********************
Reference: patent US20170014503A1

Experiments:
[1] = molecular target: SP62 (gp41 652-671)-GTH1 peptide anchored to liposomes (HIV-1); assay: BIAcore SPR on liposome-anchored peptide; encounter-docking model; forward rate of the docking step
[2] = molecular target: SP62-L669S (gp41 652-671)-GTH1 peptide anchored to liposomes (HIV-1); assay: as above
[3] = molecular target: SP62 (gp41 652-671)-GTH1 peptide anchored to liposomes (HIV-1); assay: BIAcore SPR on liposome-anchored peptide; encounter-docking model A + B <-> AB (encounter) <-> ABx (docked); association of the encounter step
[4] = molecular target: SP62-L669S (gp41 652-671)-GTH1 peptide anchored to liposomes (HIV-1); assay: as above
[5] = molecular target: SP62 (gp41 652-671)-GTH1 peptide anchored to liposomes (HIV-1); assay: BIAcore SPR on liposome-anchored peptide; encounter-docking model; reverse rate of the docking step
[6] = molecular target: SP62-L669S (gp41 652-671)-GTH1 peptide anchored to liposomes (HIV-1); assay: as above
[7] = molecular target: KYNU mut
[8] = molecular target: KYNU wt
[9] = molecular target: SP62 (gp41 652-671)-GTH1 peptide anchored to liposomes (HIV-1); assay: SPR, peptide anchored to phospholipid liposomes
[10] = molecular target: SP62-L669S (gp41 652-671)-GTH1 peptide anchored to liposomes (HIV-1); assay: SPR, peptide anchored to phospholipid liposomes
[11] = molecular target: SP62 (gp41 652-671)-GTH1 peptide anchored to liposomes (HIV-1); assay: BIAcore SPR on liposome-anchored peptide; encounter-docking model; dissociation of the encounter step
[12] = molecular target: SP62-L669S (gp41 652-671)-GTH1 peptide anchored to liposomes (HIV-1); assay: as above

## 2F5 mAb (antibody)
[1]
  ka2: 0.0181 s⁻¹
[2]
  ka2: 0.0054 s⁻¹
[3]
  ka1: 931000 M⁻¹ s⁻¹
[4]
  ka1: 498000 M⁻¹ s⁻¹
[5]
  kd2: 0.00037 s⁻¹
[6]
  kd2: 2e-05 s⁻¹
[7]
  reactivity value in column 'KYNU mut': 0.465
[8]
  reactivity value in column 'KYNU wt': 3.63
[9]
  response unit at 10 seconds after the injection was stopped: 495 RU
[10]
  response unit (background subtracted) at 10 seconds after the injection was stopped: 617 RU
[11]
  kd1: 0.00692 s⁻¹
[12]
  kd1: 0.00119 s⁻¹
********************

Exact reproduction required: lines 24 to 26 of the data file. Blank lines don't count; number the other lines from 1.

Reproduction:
[5]
  kd2: 0.00037 s⁻¹
[6]